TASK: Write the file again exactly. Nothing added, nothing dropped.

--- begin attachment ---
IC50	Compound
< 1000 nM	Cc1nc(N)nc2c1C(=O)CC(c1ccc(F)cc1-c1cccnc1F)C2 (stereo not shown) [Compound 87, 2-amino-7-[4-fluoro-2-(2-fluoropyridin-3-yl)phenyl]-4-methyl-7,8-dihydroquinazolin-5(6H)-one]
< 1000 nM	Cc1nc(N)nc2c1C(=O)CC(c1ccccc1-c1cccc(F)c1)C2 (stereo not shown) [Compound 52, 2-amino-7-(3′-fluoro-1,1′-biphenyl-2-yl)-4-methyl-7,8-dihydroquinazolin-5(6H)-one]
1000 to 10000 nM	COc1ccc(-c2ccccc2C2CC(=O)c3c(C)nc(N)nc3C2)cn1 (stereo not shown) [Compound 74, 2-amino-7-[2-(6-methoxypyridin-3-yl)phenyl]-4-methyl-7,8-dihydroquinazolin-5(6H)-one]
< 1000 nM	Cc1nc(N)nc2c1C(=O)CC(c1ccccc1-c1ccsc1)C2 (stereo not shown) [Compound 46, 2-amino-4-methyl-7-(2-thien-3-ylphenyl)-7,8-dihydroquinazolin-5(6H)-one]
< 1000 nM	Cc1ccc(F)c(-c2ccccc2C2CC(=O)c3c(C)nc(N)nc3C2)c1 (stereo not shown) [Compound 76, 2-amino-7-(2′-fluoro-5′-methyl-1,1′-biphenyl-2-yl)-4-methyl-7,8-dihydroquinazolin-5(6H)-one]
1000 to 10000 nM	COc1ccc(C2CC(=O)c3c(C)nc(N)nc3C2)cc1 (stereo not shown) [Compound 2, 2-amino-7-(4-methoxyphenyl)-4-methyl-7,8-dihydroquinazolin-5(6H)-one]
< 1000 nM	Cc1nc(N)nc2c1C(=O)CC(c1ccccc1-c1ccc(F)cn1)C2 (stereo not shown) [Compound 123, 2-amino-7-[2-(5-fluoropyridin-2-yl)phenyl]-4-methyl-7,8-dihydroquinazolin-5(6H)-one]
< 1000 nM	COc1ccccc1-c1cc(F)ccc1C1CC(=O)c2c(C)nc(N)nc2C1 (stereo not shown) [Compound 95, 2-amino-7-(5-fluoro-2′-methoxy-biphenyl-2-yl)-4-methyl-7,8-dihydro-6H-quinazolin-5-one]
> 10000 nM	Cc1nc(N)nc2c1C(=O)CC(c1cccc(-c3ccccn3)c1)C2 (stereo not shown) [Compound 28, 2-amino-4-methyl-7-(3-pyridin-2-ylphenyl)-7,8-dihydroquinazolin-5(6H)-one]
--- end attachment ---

IC50	Compound
< 1000 nM	Cc1nc(N)nc2c1C(=O)CC(c1ccc(F)cc1-c1cccnc1F)C2 (stereo not shown) [Compound 87, 2-amino-7-[4-fluoro-2-(2-fluoropyridin-3-yl)phenyl]-4-methyl-7,8-dihydroquinazolin-5(6H)-one]
< 1000 nM	Cc1nc(N)nc2c1C(=O)CC(c1ccccc1-c1cccc(F)c1)C2 (stereo not shown) [Compound 52, 2-amino-7-(3′-fluoro-1,1′-biphenyl-2-yl)-4-methyl-7,8-dihydroquinazolin-5(6H)-one]
1000 to 10000 nM	COc1ccc(-c2ccccc2C2CC(=O)c3c(C)nc(N)nc3C2)cn1 (stereo not shown) [Compound 74, 2-amino-7-[2-(6-methoxypyridin-3-yl)phenyl]-4-methyl-7,8-dihydroquinazolin-5(6H)-one]
< 1000 nM	Cc1nc(N)nc2c1C(=O)CC(c1ccccc1-c1ccsc1)C2 (stereo not shown) [Compound 46, 2-amino-4-methyl-7-(2-thien-3-ylphenyl)-7,8-dihydroquinazolin-5(6H)-one]
< 1000 nM	Cc1ccc(F)c(-c2ccccc2C2CC(=O)c3c(C)nc(N)nc3C2)c1 (stereo not shown) [Compound 76, 2-amino-7-(2′-fluoro-5′-methyl-1,1′-biphenyl-2-yl)-4-methyl-7,8-dihydroquinazolin-5(6H)-one]
1000 to 10000 nM	COc1ccc(C2CC(=O)c3c(C)nc(N)nc3C2)cc1 (stereo not shown) [Compound 2, 2-amino-7-(4-methoxyphenyl)-4-methyl-7,8-dihydroquinazolin-5(6H)-one]
< 1000 nM	Cc1nc(N)nc2c1C(=O)CC(c1ccccc1-c1ccc(F)cn1)C2 (stereo not shown) [Compound 123, 2-amino-7-[2-(5-fluoropyridin-2-yl)phenyl]-4-methyl-7,8-dihydroquinazolin-5(6H)-one]
< 1000 nM	COc1ccccc1-c1cc(F)ccc1C1CC(=O)c2c(C)nc(N)nc2C1 (stereo not shown) [Compound 95, 2-amino-7-(5-fluoro-2′-methoxy-biphenyl-2-yl)-4-methyl-7,8-dihydro-6H-quinazolin-5-one]
> 10000 nM	Cc1nc(N)nc2c1C(=O)CC(c1cccc(-c3ccccn3)c1)C2 (stereo not shown) [Compound 28, 2-amino-4-methyl-7-(3-pyridin-2-ylphenyl)-7,8-dihydroquinazolin-5(6H)-one]